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Dozens of women, many of them sexual assault survivors, gathered in front of Trump Tower Tuesday morning to kick off a series of nationwide protests urging women to abandon the Republican Party and demanding that GOP leadership un-endorse Donald Trump.

Clad in black, banging on pots and pans, and singing chants like “Trump thinks he runs this town / Pussy came to shut it down,” the protesters sat in front of Trump Tower holding signs like “Don’t tread on my pussy” and “Grab my pussy, muthaf-cker I dare you.”

The gathering, led mostly by women of color, was half-protest, half-consciousness raising, featuring sexual assault survivors sharing their outrage at Trump’s recent comments about women and several musical performances. The #GOPHandsOffMe protests are scheduled for Tuesday in cities all over the country, including Washington, D.C.; Denver; Philadelphia; Seattle; Miami and Las Vegas.

One survivor stood up and told the group that she was having a hard time explaining Trump’s comments to her 12-year old daughter. Another made a speech slamming the GOP for failing to take responsibility for “what they created.”At one point the protesters “took a knee” in solidarity with Black Lives Matter, in homage to Colin Kaepernick’s protest during the national anthem. Another protester, seemingly overcome with emotion, stood up and belted a stirring gospel rendition of Sam Cooke’s civil rights anthem “A Change Is Gonna Come,” during rush hour on 5th Avenue.

“For me, it’s been a breaking point,” says Nikki Fortunato-Bas, a rape survivor from Oakland, Calif., who says she has had to have difficult conversations with her young daughter about Trump’s rhetoric. “I can’t watch anymore, I have to do something.”

Trump has taken a major hit with women voters ever since the release of an Access Hollywood tape earlier this month in which he can be heard bragging that he can “do anything” to women, even “grab them by the pussy.” High-ranking Republicans such as Paul Ryan and Reince Priebus have condemned Trump’s comments, and while some Republicans have formally rescinded their support, most of his GOP backers have stood by him.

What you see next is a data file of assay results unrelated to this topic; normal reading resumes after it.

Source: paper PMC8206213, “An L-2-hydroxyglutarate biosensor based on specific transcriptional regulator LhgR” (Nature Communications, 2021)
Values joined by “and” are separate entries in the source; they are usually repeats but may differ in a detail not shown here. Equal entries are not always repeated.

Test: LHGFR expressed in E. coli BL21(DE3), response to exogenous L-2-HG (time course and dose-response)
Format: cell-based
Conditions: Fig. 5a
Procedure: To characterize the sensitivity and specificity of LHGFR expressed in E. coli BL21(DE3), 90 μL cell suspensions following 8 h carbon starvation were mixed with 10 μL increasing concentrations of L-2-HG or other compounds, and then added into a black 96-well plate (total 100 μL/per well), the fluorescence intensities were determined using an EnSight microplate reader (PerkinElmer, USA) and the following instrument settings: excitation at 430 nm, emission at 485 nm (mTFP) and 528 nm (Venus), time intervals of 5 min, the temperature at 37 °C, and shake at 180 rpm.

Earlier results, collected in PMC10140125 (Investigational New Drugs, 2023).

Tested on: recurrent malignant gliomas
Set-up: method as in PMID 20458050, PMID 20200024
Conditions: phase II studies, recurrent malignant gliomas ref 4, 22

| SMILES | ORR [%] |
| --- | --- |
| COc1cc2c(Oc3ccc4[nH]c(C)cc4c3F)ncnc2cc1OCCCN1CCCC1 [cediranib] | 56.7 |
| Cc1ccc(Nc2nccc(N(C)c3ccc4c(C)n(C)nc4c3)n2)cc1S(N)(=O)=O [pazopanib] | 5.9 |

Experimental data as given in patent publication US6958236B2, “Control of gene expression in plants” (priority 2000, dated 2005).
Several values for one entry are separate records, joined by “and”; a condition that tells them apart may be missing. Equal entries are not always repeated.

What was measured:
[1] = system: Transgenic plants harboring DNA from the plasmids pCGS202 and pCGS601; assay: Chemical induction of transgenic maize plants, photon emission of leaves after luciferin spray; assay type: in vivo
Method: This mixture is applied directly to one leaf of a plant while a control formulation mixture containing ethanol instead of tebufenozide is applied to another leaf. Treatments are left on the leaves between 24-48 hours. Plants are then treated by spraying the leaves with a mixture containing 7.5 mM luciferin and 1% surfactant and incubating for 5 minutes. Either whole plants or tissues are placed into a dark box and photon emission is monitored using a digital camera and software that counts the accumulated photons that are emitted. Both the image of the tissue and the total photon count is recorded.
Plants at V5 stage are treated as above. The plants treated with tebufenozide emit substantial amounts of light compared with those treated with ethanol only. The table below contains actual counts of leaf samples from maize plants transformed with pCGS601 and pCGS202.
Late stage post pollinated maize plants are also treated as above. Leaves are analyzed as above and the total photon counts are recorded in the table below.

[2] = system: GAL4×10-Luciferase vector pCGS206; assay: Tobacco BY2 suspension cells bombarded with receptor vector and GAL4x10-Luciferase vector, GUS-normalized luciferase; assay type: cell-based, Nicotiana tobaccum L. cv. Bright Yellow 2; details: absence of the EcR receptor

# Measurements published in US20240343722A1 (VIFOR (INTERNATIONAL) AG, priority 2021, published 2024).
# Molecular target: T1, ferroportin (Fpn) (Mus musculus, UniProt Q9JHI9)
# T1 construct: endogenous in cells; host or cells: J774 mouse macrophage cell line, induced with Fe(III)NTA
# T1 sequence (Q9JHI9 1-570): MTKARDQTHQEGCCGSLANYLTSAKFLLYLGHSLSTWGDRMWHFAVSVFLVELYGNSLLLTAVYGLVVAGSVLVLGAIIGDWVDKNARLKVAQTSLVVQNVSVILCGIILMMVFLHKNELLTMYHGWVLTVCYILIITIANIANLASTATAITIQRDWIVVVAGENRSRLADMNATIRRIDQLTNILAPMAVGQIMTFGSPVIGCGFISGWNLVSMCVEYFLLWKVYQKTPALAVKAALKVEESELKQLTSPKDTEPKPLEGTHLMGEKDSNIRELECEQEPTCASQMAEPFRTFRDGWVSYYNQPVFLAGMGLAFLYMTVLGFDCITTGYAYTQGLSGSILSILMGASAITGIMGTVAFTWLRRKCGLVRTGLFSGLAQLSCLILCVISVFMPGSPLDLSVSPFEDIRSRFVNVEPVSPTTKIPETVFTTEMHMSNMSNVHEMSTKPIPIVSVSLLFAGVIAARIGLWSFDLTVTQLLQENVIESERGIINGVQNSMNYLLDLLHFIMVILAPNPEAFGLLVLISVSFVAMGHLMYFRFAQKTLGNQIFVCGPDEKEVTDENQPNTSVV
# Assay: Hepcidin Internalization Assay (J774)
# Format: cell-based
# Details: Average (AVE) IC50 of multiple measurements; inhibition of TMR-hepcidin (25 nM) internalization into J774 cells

To these women, any support for Donald Trump is a personal insult. “Listening to fellow survivors talk about how Donald Trump treated women’s bodies was a real punch in the gut,” says Autumn Leonard, a survivor and yoga teacher who attended the protest. “Some people are walking around with open wounds inside them.”

Leonard says talking to her young daughter and son about Trump is the hardest part. “I don’t know how to say to my kids, ‘someone who doesn’t respect the safety of your body could be in charge of your whole damn life.’”

Organizers said the protests are designed to “hold the GOP to account for the racist, sexist, and xenophobic policies that have led to the Frankenstein of Donald Trump,” says Agunda Okeyo, an activist, writer, and producer who helped organize Tuesday’s event. “He gives a corporeal quality to it,” she says.

And some of the protesters say that the act of coming together to oppose Trump has helped them find an outlet for their frustration at the events of the past few weeks. And the reaction to Trump’s comments has brought some solidarity to a group of survivors who now feel they have a common enemy.

“Nobody feels like I’m some weird broken misfit and it’s all my fault,” says Leonard. Fortunato-Bas agrees. “The positive is that women are realizing we’re not alone,” she says.


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